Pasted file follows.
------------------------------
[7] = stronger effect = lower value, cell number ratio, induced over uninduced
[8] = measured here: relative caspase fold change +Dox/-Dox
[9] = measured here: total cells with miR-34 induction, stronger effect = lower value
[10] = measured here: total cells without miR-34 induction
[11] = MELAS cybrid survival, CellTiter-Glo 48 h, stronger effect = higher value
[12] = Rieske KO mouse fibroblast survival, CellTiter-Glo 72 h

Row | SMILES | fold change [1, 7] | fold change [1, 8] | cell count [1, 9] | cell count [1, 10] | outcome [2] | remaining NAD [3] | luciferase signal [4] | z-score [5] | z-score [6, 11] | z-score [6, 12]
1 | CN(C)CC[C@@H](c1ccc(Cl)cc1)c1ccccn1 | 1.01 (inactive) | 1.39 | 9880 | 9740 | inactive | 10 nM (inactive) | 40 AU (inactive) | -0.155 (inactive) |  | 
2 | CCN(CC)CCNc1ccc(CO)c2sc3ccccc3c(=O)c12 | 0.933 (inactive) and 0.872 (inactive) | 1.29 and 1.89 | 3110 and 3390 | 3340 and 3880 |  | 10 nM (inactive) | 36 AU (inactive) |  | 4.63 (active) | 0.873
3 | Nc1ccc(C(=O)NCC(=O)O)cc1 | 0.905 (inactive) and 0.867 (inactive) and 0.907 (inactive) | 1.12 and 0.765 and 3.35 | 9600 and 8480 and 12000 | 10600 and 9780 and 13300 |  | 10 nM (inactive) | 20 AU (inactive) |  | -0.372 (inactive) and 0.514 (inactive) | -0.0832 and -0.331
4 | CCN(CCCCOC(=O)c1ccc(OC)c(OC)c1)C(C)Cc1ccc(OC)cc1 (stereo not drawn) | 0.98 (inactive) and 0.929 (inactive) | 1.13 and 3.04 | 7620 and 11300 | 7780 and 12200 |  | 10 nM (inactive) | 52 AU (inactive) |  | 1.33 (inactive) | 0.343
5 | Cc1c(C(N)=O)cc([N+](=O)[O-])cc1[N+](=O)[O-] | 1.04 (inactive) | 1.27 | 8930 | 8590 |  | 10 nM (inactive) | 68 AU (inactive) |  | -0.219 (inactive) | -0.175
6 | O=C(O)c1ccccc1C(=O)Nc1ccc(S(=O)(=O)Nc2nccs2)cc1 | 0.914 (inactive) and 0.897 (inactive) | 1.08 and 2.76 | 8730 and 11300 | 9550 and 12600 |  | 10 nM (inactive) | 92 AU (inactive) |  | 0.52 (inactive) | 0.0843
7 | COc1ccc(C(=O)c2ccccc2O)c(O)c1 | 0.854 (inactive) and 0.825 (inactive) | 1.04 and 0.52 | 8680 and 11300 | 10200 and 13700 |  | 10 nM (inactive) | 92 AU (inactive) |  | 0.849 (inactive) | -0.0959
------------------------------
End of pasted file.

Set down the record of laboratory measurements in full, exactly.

[7] = stronger effect = lower value, cell number ratio, induced over uninduced
[8] = measured here: relative caspase fold change +Dox/-Dox
[9] = measured here: total cells with miR-34 induction, stronger effect = lower value
[10] = measured here: total cells without miR-34 induction
[11] = MELAS cybrid survival, CellTiter-Glo 48 h, stronger effect = higher value
[12] = Rieske KO mouse fibroblast survival, CellTiter-Glo 72 h

Row | SMILES | fold change [1, 7] | fold change [1, 8] | cell count [1, 9] | cell count [1, 10] | outcome [2] | remaining NAD [3] | luciferase signal [4] | z-score [5] | z-score [6, 11] | z-score [6, 12]
1 | CN(C)CC[C@@H](c1ccc(Cl)cc1)c1ccccn1 | 1.01 (inactive) | 1.39 | 9880 | 9740 | inactive | 10 nM (inactive) | 40 AU (inactive) | -0.155 (inactive) |  | 
2 | CCN(CC)CCNc1ccc(CO)c2sc3ccccc3c(=O)c12 | 0.933 (inactive) and 0.872 (inactive) | 1.29 and 1.89 | 3110 and 3390 | 3340 and 3880 |  | 10 nM (inactive) | 36 AU (inactive) |  | 4.63 (active) | 0.873
3 | Nc1ccc(C(=O)NCC(=O)O)cc1 | 0.905 (inactive) and 0.867 (inactive) and 0.907 (inactive) | 1.12 and 0.765 and 3.35 | 9600 and 8480 and 12000 | 10600 and 9780 and 13300 |  | 10 nM (inactive) | 20 AU (inactive) |  | -0.372 (inactive) and 0.514 (inactive) | -0.0832 and -0.331
4 | CCN(CCCCOC(=O)c1ccc(OC)c(OC)c1)C(C)Cc1ccc(OC)cc1 (stereo not drawn) | 0.98 (inactive) and 0.929 (inactive) | 1.13 and 3.04 | 7620 and 11300 | 7780 and 12200 |  | 10 nM (inactive) | 52 AU (inactive) |  | 1.33 (inactive) | 0.343
5 | Cc1c(C(N)=O)cc([N+](=O)[O-])cc1[N+](=O)[O-] | 1.04 (inactive) | 1.27 | 8930 | 8590 |  | 10 nM (inactive) | 68 AU (inactive) |  | -0.219 (inactive) | -0.175
6 | O=C(O)c1ccccc1C(=O)Nc1ccc(S(=O)(=O)Nc2nccs2)cc1 | 0.914 (inactive) and 0.897 (inactive) | 1.08 and 2.76 | 8730 and 11300 | 9550 and 12600 |  | 10 nM (inactive) | 92 AU (inactive) |  | 0.52 (inactive) | 0.0843
7 | COc1ccc(C(=O)c2ccccc2O)c(O)c1 | 0.854 (inactive) and 0.825 (inactive) | 1.04 and 0.52 | 8680 and 11300 | 10200 and 13700 |  | 10 nM (inactive) | 92 AU (inactive) |  | 0.849 (inactive) | -0.0959